• A third of Gen Zers said they watched “Minions: The Rise of Gru” in theaters. Forty-five percent of those who heard about the #GentleMinions trend said they saw the film in theaters, while another 28% said they planned to see it once it was out of theaters.
Social Media Dominates Gen Z’s Awareness of Latest Movies

Respondents were asked how they have heard about upcoming movies and TV shows in the past year

Survey conducted Nov. 2-8, 2022, among a representative sample of 1,000 U.S. Gen Zers between the ages of 13 and 25, with an unweighted margin of error of +/-3 percentage points. A separate survey was conducted Nov. 2-4, 2022, among a representative sample of 2,210 U.S. adults, with an unweighted margin of error of +/-2 percentage points.

Gen Z primarily hears about new movies on social media 

  • Large majorities of Gen Zers reported hearing about new movies and TV shows via ads on social media (77%), ads while watching TV, movies or videos (74%) and people posting about them on social media (72%), followed by conversations with friends and family (67%). More traditional forms of movie marketing, such as the news (28%) and print ads (28%), have far less of an effect on the cohort. 
  • Gen Zers are much more likely to hear about upcoming movies and TV shows via social media than the general population is. Less than half (47%) of all U.S. adults said they heard about movies from other people posting about them on social media platforms last year.
  • Just over one-third of Gen Zers (35%) said they tend to enjoy when social media campaigns are used to advertise a new movie or TV show, and that those can make them more interested in seeing that content. A nearly identical share (36%) said they enjoy TV or movie ads on social media but that those don’t make them more interested in seeing the content.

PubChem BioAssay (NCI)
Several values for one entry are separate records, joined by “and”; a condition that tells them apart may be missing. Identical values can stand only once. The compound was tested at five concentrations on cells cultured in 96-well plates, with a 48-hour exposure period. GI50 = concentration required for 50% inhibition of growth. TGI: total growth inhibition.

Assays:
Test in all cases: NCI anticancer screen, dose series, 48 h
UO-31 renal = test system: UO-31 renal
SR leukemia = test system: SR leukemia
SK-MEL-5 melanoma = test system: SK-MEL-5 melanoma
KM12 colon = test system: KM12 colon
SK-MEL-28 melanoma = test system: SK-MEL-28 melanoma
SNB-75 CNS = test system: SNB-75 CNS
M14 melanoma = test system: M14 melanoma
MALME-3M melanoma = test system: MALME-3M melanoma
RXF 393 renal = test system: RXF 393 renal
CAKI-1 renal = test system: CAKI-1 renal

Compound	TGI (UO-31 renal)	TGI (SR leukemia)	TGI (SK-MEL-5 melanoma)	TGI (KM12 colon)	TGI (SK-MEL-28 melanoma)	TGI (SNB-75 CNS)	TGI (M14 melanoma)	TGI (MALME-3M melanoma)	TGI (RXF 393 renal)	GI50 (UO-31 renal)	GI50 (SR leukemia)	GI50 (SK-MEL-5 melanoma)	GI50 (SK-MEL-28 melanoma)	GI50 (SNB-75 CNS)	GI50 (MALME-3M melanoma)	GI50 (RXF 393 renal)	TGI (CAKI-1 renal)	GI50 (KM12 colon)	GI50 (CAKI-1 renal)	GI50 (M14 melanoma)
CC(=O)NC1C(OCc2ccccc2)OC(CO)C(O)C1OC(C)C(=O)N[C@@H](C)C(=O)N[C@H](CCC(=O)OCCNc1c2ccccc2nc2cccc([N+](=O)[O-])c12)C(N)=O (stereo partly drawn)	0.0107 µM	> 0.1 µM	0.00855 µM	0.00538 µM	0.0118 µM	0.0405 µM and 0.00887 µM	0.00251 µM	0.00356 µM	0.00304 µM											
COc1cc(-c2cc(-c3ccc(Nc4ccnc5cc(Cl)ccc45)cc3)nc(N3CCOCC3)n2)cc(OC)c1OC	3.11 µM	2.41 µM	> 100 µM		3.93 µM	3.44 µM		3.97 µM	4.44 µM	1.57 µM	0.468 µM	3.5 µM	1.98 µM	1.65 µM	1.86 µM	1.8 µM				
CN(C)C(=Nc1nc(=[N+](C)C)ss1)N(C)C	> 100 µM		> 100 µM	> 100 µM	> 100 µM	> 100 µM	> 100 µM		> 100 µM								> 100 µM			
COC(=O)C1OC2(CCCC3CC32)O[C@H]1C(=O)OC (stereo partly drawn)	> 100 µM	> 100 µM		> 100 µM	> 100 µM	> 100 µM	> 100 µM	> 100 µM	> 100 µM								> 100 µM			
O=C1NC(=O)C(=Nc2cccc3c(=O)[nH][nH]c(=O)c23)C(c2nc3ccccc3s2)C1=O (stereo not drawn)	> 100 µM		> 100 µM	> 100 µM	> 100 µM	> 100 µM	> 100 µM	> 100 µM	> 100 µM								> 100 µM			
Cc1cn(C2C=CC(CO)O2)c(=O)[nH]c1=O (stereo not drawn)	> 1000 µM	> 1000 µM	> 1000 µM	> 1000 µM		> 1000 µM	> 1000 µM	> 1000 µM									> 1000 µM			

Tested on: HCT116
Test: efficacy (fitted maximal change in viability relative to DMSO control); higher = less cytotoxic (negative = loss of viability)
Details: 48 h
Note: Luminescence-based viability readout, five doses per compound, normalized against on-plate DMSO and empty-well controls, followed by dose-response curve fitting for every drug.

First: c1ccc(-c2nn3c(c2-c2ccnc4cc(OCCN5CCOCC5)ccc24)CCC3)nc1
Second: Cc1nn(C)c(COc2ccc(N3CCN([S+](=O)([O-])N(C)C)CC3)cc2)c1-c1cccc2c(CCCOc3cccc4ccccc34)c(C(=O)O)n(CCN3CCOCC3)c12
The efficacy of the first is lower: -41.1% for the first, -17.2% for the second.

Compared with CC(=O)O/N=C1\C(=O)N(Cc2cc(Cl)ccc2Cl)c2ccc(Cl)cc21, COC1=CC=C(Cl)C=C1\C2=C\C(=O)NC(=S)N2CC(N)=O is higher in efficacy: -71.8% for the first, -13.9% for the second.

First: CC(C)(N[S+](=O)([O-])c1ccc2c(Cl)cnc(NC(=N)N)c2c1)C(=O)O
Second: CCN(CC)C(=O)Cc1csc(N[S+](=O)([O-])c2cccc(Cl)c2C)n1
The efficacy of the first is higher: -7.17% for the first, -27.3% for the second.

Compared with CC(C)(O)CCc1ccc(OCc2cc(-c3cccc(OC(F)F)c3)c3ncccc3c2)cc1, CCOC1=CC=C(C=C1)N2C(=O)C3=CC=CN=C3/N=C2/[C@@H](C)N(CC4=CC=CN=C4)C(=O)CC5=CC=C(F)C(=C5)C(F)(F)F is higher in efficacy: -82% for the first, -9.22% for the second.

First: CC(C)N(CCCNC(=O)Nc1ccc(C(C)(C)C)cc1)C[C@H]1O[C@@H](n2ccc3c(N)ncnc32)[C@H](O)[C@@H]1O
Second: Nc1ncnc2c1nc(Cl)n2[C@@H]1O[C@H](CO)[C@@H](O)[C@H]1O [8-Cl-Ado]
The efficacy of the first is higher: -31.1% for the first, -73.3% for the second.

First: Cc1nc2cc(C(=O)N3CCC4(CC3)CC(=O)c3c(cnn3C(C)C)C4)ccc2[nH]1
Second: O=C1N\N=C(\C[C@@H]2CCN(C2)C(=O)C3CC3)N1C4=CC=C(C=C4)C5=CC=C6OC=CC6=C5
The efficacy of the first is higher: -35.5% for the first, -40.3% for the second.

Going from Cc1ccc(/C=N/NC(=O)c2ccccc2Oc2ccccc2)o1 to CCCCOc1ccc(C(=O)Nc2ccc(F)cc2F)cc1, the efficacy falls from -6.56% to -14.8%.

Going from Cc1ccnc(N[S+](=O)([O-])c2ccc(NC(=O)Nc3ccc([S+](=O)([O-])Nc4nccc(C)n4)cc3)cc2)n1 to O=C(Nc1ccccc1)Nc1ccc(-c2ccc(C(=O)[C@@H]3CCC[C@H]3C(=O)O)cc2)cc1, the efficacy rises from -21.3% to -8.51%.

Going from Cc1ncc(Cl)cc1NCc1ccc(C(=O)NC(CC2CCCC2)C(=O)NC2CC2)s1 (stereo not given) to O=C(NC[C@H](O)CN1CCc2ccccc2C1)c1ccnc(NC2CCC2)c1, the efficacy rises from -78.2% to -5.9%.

The future of movie marketing is on social

Major studios like Universal Pictures and Lions Gate Entertainment Corp. have already created accounts on TikTok specifically to reach Gen Zers. They and other Hollywood brands typically try to mimic the generation’s sense of humor with posts and comments that a younger consumer might appreciate. Whether they’re able to do so authentically remains to be seen. But their mere presence on these apps appears to be paying dividends.

Twitter Inc. recently played a part in organic movie marketing with the Blumhouse Productions and Universal Pictures’ horror-comedy “M3GAN,” slated to premiere next month. Thanks to the film’s titular doll, which seems like it was designed in a meme lab specifically to go viral, the film is gaining a considerable amount of traction on the app and looks likely to perform well at the box office.

The Nov. 2-8, 2022, survey was conducted among a representative sample of 1,000 U.S. Gen Zers between the ages of 13 and 25, with an unweighted margin of error of plus or minus 3 percentage points. A separate Nov. 2-4, 2022, survey was conducted among a representative sample of 2,210 U.S. adults, with an unweighted margin of error of plus or minus 2 percentage points.